Polycystic ovary syndrome, or PCOS, is a condition that causes infertility in women because of infrequent ovulation, decreased progesterone production, insulin resistance and cystic ovaries. Not all women with PCOS will have all of these characteristics. Women with PCOS also often struggle with acne, excess hair, irregular menstrual periods and obesity. Being overweight may contribute to symptoms of PCOS, including insulin resistance, which occurs when the body must secrete more insulin to get blood glucose into the cells. Healthy weight loss, through diet and exercise, may positively affect PCOS symptoms, but crash diets are likely to offer little benefit.
The hCG Diet
The hCG diet is a weight loss plan that promises quick results -- losing up to 30 pounds per month. The hCG diet cuts back daily calories to only 500 per day, combined with either an injection or an oral dose of hCG hormone. Taking the hCG may help with hunger pangs, headaches and irritability associated with eating only 500 calories per day. Quick weight loss through the hCG diet could work to treat PCOS among overweight women, however, this diet does not necessarily result in long-term weight loss and may ultimately cause health risks.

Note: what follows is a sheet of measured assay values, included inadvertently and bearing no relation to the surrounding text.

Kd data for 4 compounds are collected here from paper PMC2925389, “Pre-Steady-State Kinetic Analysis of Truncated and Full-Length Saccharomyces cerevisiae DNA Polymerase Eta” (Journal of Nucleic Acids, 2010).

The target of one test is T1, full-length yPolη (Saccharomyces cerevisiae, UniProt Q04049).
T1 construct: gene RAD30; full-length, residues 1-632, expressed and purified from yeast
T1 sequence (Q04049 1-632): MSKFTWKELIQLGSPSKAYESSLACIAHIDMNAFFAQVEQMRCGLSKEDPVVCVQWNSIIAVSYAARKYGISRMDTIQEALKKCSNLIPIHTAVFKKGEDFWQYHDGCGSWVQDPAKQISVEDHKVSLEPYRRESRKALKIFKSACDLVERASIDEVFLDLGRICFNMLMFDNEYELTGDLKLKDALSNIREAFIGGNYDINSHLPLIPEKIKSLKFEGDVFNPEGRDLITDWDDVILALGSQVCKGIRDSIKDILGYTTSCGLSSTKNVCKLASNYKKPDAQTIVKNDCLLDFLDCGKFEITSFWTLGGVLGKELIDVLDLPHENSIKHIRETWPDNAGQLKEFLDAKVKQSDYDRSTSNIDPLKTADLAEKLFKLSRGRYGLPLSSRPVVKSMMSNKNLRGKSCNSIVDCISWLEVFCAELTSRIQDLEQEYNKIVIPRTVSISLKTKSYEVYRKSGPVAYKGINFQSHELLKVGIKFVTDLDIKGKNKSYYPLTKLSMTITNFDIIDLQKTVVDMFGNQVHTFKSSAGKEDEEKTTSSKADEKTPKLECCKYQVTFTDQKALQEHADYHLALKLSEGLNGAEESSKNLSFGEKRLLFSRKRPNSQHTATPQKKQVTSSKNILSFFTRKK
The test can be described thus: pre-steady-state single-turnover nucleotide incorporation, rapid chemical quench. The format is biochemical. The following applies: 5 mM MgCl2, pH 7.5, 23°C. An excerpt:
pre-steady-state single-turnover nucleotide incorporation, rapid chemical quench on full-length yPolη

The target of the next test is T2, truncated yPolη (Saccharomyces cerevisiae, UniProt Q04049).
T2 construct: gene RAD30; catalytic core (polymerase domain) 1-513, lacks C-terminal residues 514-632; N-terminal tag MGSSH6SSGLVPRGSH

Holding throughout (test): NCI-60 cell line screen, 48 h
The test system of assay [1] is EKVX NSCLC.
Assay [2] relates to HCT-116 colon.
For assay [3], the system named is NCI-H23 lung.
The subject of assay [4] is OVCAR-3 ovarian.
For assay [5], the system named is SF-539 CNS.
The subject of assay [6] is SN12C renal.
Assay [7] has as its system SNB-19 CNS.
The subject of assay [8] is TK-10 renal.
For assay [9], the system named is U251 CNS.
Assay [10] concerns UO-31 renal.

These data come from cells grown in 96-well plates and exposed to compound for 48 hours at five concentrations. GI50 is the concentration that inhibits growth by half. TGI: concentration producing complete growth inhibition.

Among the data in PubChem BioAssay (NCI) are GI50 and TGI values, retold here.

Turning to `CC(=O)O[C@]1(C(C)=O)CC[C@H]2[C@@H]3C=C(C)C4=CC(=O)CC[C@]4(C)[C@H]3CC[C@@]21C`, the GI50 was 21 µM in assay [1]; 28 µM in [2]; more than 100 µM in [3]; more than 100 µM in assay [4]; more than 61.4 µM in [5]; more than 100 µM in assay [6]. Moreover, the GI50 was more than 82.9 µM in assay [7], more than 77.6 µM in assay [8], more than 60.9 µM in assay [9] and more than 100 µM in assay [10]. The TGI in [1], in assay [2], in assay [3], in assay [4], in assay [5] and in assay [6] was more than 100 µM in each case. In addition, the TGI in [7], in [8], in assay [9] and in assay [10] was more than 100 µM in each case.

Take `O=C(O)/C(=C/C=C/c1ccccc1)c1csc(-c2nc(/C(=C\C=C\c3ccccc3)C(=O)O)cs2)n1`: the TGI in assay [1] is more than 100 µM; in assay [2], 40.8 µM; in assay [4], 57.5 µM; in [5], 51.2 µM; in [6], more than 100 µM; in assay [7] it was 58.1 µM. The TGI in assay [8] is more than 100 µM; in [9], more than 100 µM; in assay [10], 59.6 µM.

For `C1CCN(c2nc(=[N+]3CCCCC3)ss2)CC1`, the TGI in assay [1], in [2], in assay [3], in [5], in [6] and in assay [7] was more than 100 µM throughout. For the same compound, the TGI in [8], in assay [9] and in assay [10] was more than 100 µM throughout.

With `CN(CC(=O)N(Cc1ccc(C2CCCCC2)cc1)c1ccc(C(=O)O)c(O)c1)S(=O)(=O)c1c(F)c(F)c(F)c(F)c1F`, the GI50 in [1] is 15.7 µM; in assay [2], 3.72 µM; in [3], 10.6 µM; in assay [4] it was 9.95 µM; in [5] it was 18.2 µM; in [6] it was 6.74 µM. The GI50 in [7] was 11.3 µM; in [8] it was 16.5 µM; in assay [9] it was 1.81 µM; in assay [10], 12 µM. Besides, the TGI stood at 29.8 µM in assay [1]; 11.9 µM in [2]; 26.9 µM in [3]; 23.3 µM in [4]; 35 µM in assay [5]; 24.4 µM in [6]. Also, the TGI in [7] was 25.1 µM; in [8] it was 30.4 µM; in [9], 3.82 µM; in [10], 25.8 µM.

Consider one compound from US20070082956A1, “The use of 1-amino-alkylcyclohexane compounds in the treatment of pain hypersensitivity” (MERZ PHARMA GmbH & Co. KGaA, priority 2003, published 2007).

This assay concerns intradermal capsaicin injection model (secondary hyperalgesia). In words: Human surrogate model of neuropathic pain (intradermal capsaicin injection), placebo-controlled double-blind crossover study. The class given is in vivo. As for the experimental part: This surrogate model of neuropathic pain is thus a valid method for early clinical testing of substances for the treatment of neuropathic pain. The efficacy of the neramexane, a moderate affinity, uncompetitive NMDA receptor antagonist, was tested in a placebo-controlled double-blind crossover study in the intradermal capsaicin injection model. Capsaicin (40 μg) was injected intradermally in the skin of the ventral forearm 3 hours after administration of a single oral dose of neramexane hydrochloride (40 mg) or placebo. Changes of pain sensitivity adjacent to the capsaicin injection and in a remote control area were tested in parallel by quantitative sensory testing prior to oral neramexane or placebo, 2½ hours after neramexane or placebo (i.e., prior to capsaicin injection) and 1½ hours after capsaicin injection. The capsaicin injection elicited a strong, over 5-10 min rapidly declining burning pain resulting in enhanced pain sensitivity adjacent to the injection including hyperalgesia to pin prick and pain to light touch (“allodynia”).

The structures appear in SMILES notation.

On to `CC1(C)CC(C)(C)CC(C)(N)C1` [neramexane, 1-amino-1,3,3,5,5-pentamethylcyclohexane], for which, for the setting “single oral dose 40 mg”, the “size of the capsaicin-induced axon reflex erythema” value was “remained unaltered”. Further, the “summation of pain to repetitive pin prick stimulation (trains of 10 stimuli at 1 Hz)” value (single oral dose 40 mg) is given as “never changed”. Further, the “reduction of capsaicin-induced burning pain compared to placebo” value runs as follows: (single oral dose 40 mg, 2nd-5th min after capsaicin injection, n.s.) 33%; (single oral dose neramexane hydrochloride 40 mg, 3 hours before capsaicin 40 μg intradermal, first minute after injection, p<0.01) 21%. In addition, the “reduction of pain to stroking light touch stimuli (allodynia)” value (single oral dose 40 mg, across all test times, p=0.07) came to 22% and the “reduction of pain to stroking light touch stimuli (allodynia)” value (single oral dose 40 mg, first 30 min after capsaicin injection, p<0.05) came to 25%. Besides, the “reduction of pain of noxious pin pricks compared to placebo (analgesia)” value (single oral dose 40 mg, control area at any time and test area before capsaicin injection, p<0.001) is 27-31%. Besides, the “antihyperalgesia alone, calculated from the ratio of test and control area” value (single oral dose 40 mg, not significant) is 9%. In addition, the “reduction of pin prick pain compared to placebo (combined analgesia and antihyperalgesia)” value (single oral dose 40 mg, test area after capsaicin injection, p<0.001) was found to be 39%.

Human Chorionicgonadotropin, hCG, is a type of hormone that is normally produced by the placenta early in pregnancy. HCG is also used for the treatment of infertility among some women who have difficulties with ovulation. It works to stimulate the ovarian follicle to release an egg, which, if fertilized, could result in pregnancy. For women who suffer from PCOS and who have problems with ovulation, taking hCG through the hCG diet could stimulate the body to ovulate.
Women who have PCOS and who are overweight may see a reduction in symptoms by losing weight. According to Marshall University, for some women, weight loss may affect the body's hormones, significantly reducing PCOS symptoms when returning to a normal weight. By losing weight, women who are overweight and suffering from PCOS may develop regular menstrual cycles and may have improved fertility.
Although you may lose weight on the hCG diet, which could help symptoms of PCOS, you may also experience some negative side effects. Taking hCG through this method could cause headaches, leg cramps, hair thinning or blood clots. Additionally, eating only 500 calories a day does not provide enough nutrients that your body needs, and you will eventually need to eat more food to avoid malnutrition. According to "U.S. News and World Report," long-term use of the hCG diet could lead to electrolyte imbalance or bone and muscle loss because it involves so few calories. The risks associated with this type of diet may outweigh the benefits of weight loss.